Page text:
Data Links:

  1. Universe Today (Ken Kremer, 2014 Dec 20) – Stunning Chang’e-3 Lunar Landing Video gives Astronauts Eye View of Descent & Touchdown (landed a probe) The page includes a 6:40 landing camera video that has “CNTV” inverted at the bottom of the screen. That’s because the landing was done looking up at the moon, like docking with the ceiling.
  2. Mail Online (Sam Webb, 2013 Dec 14) – Now THAT'S a great leap forward: Chinese spacecraft makes first 'soft' moon landing in 37 years (world was instantly agog) The article has some good information and great graphics, but gag me with a cheerleader journalism – just like the agog world likes it.
  3. Screenplays for You (William Boyles & Al Reinert) – Apollo 13 (1995) movie script (1995 move, “Apollo 13,”) Movie based on the book, “Lost Moon: The perilous Voyage of Apollo 13” by Jim Lovell, the mission commander.
  4. Xinhua (2014 Jan 25) – China Exclusive: China's moon rover experiences abnormality (mechanical control problems) Note that the out of touch all night problem might be solved if the Chinese space agency (SASTIND) & NASA would cooperate on data-sharing. NASA has a probe orbiting the moon.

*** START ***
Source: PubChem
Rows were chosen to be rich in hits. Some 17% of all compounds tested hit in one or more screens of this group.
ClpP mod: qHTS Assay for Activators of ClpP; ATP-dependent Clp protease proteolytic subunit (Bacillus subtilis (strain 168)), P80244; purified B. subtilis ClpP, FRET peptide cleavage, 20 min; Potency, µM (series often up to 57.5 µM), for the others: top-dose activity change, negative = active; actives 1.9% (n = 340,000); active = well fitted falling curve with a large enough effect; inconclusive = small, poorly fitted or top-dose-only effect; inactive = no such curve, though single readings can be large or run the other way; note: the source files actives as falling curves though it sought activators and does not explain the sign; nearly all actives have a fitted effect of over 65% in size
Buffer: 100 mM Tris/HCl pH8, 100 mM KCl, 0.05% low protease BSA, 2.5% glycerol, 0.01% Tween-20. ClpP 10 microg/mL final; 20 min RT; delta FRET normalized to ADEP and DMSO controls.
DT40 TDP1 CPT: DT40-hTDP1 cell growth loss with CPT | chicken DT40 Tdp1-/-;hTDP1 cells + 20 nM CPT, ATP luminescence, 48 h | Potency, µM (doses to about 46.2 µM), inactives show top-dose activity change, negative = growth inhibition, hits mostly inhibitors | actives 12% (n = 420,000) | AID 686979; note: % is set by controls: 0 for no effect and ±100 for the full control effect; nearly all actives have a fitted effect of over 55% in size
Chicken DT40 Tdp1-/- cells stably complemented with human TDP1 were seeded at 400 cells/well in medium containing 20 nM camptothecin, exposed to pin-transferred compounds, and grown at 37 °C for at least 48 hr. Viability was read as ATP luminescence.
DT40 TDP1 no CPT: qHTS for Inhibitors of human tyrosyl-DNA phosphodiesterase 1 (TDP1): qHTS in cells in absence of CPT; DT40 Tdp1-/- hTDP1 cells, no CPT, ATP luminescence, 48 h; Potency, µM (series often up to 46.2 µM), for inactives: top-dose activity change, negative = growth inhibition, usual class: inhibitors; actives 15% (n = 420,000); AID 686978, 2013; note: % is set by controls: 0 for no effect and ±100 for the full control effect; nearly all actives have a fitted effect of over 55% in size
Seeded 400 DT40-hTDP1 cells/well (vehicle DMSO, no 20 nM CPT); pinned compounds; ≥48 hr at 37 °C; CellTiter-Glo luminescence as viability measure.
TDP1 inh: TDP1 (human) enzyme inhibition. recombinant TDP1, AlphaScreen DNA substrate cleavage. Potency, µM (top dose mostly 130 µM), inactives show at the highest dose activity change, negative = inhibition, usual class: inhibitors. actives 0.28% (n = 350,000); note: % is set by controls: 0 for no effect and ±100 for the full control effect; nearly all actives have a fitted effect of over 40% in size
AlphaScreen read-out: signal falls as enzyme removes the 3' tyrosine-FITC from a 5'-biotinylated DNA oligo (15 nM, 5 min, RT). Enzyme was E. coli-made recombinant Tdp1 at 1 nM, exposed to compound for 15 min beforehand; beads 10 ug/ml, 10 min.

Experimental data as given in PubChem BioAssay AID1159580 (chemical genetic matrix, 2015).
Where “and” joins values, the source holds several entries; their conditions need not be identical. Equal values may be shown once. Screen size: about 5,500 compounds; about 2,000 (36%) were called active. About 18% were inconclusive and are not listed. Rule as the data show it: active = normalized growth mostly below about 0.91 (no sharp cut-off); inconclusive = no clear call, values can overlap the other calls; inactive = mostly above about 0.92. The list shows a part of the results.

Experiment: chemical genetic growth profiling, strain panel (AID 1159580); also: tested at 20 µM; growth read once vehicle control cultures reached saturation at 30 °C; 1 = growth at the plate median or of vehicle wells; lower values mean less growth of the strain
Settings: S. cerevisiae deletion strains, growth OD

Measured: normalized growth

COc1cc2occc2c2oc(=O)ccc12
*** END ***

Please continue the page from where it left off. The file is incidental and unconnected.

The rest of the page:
5. The Independent (James Vincent, 2014 Feb 03) – ‘Goodnight Earth. Goodnight humanity’: China’s Jade Rabbit rover tweets its own death (Yutu’s poignant farewell message) Slate has a terribly sweet video clip with cute animation, too.
  6. The Planetary Society (Emily Lakadawala, 2013 Dec 17) – Chang’e 3 update: 6 instruments active, new fan-produced landing video (prohibited by law from sharing) The childish argument over data sharing is about 3/4ths of the way to the bottom of the article.
  7. CNN (Tim Hume, 2013 Nov 05) – Is India's Mars mission the latest escalation in Asia's space race? (India’s increasing focus on space exploration)
  8. The Asian Age (2013 Nov 06) – Can a poor nation afford ₹450 crore Mars Mission? (conflicted, glaringly nationalistic coverage) Recent UN statistics say that 60% of the population of India engages in “open defecation.” I.e., dropping the load right on the plain ground. So, speaking of “conflicted,” re-read the last paragraph of the article.
  9. Popular Mechanics (Joe Pappalardo, 2013 Mar 18) – The Race to Cash in on Earth Orbit (ESA installation in Kourou)
  10. / NBC News (Miriam Kramer, 2013 Dec 16) – Monkey launched in to space returns home, Iran officials say (monkeys into space)
  11. c|net (Jim Hornyak, 2010 Jun 16) – Scientists find asteroid probe, need can opener (Hayabusa sample return probe)
  12. Federation of American Scientists (Marcus Lindroos) – The Soviet Manned Lunar Program (Russian space program)
  13. EnglishRussia (ok4u2bu, 2012 Mar 17) – Soviet and Russian Space Programs (amazing number of firsts) Lots of really great pics!
  14. NASA Spaceflight (William Graham, 2013 Dec 05) – Atlas V launches NROL-39 from Vandenberg (official mission patch) Vandenberg Air Force Base has its very own, exclusive, bustling spaceport.
  15. NBC News (Jay Barbee, 2013 reprint from 1997 Jan) – Chapter 5: An eternity of descent (Challenger exploded)